mortgage

7 Mortgage Scams to Avoid

With mortgage fraud on the rise, homebuyers are more prone to falling for a mortgage scam. A house is one of the most expensive items that you can buy in your lifetime. To protect your money and your investment, look out for the following fraudulent activities when dealing with home loan providers in Orem, Utah and other locations:

1. The mortgage lender does not consider your capacity to pay

A mortgage should be less than 28% of your take-home income. If a mortgage company is more keen on getting you to sign the contract than considering your financial capacity, you may not want to proceed with the deal.

2. You would need to pay prepayment penalties

When you decide to pay a mortgage payment early, you should not be charged a penalty. A mortgage lender that charges a prepayment fee (which can go up to 5% or more) is probably a scam. Moreover, these kinds of fees are illegal for houses that are already occupied by the owners.

3. The company targets people with bad credit

If a mortgage company approaches you saying that they will lend to you even if you have bad credit, it’s a sign for you to run away. These lenders target people with low-income or bad credit who are more likely to fail with mortgage payments.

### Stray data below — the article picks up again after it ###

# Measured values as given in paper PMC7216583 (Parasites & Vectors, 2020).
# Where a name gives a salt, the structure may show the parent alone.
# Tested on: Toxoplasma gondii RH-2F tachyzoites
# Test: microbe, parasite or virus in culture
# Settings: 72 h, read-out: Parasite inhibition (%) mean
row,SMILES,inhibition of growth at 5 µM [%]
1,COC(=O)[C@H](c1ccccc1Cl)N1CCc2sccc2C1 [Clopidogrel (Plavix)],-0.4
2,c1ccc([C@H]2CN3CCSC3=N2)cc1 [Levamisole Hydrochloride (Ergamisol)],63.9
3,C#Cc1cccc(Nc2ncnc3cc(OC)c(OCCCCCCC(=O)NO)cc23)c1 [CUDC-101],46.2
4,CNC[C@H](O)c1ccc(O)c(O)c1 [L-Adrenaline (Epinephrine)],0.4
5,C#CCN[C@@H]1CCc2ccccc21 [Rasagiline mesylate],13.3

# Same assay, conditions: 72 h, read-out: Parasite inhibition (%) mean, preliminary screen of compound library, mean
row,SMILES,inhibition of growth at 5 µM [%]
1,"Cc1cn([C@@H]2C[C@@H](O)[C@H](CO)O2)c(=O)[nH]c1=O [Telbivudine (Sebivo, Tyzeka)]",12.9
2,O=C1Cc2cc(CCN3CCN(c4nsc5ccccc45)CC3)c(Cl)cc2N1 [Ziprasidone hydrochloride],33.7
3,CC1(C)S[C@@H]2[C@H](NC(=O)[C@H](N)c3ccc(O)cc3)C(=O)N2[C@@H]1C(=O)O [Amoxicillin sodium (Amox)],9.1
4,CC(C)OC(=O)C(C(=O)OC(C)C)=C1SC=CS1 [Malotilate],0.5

4. The lender pushes loan flipping to their clients

mortgage loan

Loan flipping is the process wherein a lender induces the borrower to repeatedly refinance their existing mortgage. This is usually the behavior of predatory lenders. With each refinancing transaction, the borrower typically borrows more money while the lender charges higher fees and points.

5. The loan costs are too high

Loan costs are usually fixed regardless of the amount that you borrow. If you get a larger mortgage, the closing fees should be around 2-5%. For loans that are less than $150,000, the loan costs may be higher than 5%. If you are talking to a lender that is costing you way more than 5%, you should reconsider your options. Alternatively, ask the lender to explain why the costs are high.

6. Your lender is inflating your income or the home’s value

An unscrupulous lender may inflate your income or the value of the home you’re going to buy so that you can qualify for the loan. This practice is both unethical and illegal. If your lender does as much as suggest this, stop doing business with them immediately. Even if you proceed, you will most likely not afford to pay the mortgage anyway.

7. The company has a bad reputation

Do your research before consulting with a mortgage company. If a lender has a bad reputation, think twice before doing business with them, no matter how good their deal seems.

A mortgage is a huge responsibility that you will carry for many years to come. To protect yourself and your finances, be sure to watch out for the warning signs of a scam and work only with a qualified and reputable loan provider in your location.